are naturally attracted to the system. The complexity can range quite widely depending on the game master.
is too math heavy" critique that people level at it tends to stem from the overly complex GURPS Vehicles
. The book was notoriously convoluted, requiring the designer to specify the surface area of various parts of the vehicle, and keep track of power requirements in kilowatts. The outcome of all that number-crunching was an insanely detailed listing of items—that is, you didn't find out at the END of the design process that you had 120% of your vehicle's volume occupied, or that you'd badly underestimated the amount of kW compared to the final mass and so can't meet your performance goals (like, say, driving on the freeway). A computer spreadsheet made it possible to actually design vehicles in less than 4 hours of work. Even the majority of GURPS
players didn't like this, so they used the much simpler and more flexible character creation rules to make their own custom cars. This new method was so much more popular that in Fourth Edition it became the standard of vehicle creation.
Perhaps the best feature of GURPS
is the huge number of Sourcebooks
that have been written for it. Pick any genre or topic, and you will probably find at least one GURPS
book covering it (often available in PDF rather than print form these days). Broad categories are covered in genre books; specific settings may receive their own books
. In addition to suggestions and notes regarding the topic of the Sourcebook
, each volume invariably includes additions to and errata for the basic rules set.note
This has led people to ask why they should buy a so-called "universal system" that requires the purchase of a new rulebook every time the players wish to use that system to play in a new genre. Because of this, GURPS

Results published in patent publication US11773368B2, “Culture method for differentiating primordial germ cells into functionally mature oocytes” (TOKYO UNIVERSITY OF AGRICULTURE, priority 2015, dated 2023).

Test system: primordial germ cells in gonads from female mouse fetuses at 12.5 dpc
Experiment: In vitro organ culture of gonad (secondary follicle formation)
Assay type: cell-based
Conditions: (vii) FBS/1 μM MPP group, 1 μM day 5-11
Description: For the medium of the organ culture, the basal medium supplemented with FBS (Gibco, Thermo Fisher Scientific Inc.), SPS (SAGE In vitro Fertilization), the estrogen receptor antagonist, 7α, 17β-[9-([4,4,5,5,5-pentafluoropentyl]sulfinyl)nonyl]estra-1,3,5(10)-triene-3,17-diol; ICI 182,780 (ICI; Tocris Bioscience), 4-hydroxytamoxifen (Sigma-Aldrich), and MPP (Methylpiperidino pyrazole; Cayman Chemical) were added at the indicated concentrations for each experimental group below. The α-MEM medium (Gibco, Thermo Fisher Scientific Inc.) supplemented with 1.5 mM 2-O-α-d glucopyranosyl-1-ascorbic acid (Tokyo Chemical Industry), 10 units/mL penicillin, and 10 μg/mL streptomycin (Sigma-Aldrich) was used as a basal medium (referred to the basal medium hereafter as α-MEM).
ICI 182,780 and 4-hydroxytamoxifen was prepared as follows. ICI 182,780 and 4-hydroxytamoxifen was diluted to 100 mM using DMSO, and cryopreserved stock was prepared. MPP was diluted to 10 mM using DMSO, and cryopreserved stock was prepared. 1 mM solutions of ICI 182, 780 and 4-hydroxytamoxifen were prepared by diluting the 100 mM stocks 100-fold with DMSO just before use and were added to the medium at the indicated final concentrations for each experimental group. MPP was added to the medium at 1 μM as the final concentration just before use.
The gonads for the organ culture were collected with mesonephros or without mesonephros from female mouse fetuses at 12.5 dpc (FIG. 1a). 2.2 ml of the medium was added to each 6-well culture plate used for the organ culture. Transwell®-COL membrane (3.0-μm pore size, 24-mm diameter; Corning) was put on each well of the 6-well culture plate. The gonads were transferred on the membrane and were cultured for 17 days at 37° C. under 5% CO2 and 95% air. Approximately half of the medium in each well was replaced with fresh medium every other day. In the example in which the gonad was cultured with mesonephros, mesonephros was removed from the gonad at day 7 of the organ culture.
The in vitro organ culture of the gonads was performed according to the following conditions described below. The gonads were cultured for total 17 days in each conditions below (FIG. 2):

is often compared unfavorably with the Hero System
, a universal gaming system whose sourcebooks and supplements have never had to add new rules to the Core Set — though the 4th edition evolution has made such additions less extensive.
On the other hand, new rules aside, many of the supplements are useful enough as setting sourcebooks that people using other Game Systems
will occasionally buy them as references; this was, in fact, part of the original mission statement for the the game, and the reason the "U" stands for "Universal". The opposite is also true; with a little work, most game worlds can be converted to GURPS
, usually with an increase in utility and flexibility. The intention was that, by building the game around "real world" units of measurement instead of "rounds" and "hexes", it would be easier for people using other systems to make use of the information in the supplements. Of course "real world" in this context means the USA
; pounds, feet, yards as originally developed in the UK (international editions, however, are metricated). GURPS Traveller
subjects the previously-metric Third Imperium to this Cultural Translation
(though the original was also American) on the grounds of "fitting in with existing products". Some 3rd edition products would randomly throw in some metric units anyway
, because trying to use two unit systems at the same time always works
. As of the 4th edition official conversions from and to metric units are printed at the beginning of the basic set.
Several supplements have their own page: GURPS Alternate Earths
, GURPS Reign Of Steel
, GURPS Supers
, Infinite Worlds
and Transhuman Space
GURPS provides examples of the following tropes: